KNOXVILLE, Tenn. — LGBTQ+ groups in East Tennessee were asking for an apology after a transphobic tweet by Congressman Tim Burchett on July 16, and many said they hope he takes the post down.
The tweet was in response to a news article about a transgender woman in a New Jersey jail who police say impregnated two other inmates. He mocked her, and in a release, Knox Pride said it was "pointless" for him to weigh in.
Story VanNess, program director for transgender/non-binary support at Knox Pride, said these comments have a huge impact when they come from someone who is supposed to represent all of their constituents.
"People look to our political leaders to see what is okay and what is not," she said. "And he is saying it is open season on transgender people. This may not seem like a big deal to some to some cisgender people, but misgendering transgender people is an act of violence. It is harmful to us."
Josie Russell, a board member at Appalachian OUTreach, said misgendering trans people could have mental health consequences.
"It could cause them to have suicidal ideation, it could cause them to have depression," she said.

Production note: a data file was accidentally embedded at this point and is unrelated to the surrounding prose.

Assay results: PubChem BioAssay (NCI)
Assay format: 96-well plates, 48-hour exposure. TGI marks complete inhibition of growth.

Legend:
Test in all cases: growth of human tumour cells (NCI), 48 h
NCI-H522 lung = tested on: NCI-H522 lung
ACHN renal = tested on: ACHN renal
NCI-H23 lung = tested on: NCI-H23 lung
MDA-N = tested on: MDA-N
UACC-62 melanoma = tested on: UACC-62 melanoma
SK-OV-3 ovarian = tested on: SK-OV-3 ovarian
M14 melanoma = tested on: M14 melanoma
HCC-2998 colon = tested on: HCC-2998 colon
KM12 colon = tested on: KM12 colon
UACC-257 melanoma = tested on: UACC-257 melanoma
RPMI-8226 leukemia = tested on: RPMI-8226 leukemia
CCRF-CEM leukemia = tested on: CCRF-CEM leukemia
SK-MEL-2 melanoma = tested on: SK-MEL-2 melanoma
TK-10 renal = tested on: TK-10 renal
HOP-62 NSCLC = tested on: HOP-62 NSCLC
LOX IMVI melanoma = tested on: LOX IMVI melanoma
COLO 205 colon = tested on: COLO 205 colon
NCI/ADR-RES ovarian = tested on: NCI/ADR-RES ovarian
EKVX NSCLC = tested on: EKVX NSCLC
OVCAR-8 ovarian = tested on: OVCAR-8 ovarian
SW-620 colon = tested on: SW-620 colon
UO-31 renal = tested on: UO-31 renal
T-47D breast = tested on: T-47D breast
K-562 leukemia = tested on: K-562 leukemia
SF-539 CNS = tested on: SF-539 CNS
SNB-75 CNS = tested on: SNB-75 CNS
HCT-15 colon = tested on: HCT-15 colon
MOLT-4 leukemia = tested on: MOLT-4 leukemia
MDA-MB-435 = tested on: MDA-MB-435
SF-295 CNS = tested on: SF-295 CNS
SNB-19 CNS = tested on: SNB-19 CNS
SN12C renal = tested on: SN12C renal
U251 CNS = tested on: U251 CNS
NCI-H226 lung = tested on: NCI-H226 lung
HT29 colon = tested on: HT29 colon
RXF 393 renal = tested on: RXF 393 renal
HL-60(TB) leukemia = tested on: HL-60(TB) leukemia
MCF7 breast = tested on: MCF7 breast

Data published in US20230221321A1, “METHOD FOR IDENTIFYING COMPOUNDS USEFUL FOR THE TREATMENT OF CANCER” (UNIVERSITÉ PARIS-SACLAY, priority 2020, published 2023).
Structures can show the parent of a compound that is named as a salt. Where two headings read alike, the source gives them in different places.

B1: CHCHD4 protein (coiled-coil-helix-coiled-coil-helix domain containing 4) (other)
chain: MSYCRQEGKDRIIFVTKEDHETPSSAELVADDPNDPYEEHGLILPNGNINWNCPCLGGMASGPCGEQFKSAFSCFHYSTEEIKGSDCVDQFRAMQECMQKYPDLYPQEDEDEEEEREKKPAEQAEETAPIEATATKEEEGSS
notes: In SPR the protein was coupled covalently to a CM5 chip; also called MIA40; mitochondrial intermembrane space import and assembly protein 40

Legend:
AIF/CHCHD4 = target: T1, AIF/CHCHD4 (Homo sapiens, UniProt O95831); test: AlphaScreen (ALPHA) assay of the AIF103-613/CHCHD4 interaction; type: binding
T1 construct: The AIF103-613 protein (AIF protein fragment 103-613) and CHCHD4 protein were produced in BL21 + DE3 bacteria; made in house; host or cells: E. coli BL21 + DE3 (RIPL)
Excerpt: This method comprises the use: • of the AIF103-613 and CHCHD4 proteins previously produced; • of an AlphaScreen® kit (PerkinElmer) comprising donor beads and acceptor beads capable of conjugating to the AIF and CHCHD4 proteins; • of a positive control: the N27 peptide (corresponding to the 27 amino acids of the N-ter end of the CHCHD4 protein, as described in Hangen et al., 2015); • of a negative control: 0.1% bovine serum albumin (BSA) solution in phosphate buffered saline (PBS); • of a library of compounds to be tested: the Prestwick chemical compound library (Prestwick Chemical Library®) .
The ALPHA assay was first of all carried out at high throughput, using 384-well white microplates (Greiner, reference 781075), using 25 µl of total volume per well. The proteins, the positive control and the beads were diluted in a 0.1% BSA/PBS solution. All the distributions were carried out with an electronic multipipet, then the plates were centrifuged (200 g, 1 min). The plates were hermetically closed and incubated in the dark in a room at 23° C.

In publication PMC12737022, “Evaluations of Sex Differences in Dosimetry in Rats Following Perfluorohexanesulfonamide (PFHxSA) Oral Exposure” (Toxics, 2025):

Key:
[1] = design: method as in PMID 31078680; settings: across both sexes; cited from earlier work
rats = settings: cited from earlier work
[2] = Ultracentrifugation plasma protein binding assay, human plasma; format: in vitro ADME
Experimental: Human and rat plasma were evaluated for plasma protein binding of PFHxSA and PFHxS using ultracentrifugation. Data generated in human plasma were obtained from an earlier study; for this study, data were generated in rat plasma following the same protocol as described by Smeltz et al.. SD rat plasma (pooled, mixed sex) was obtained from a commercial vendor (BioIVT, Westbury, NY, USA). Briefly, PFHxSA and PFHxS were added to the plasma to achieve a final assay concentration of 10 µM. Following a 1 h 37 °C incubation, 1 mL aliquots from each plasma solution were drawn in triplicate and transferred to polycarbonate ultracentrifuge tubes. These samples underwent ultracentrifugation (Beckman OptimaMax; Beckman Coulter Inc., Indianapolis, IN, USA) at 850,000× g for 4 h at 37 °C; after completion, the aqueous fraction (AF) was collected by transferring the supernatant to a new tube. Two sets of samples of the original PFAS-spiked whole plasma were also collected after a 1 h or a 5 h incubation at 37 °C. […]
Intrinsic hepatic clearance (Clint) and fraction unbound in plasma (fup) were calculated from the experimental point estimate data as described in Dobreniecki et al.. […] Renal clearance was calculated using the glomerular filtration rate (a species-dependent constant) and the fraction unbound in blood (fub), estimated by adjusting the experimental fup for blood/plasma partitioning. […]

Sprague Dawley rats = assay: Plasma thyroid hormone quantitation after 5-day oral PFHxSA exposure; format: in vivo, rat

Congressman Burchett said he was not available for interviews on Wednesday, but his office did a provide a statement to 10News. It is below.
“Women cannot impregnate women. It appears Mr. Minor is exploiting a loophole in New Jersey’s woke legal system, and the only apology owed is to his crime victims.”
Knox Pride also posted a statement in response to the tweet on social media. In it, they also condemned him for not voting for the Respect of Marriage Act, which could codify marriage rights for LGBTQ+ couples and prevent them from being overturned in the same way rights to access abortion treatment were removed across the U.S. following the Dobbs v. Jackson Women's Health Organization decision.
"Enough is enough," they said in the post.
Both Russell and VanNess said they hope Congressman Burchett will take this as an opportunity for growth.
"We would love to welcome the opportunity for Congressman Burchett to engage in education and dialogue with our community to better understand who we are and what our issues and concerns are," Russell said.
VanNess said she would like the congressman to visit Knox Pride and learn about their work.
"Come talk to me about what I do," she said. "Come talk to me about the experiences that trans folks in the Knoxville area and in the East Tennessee area are going through."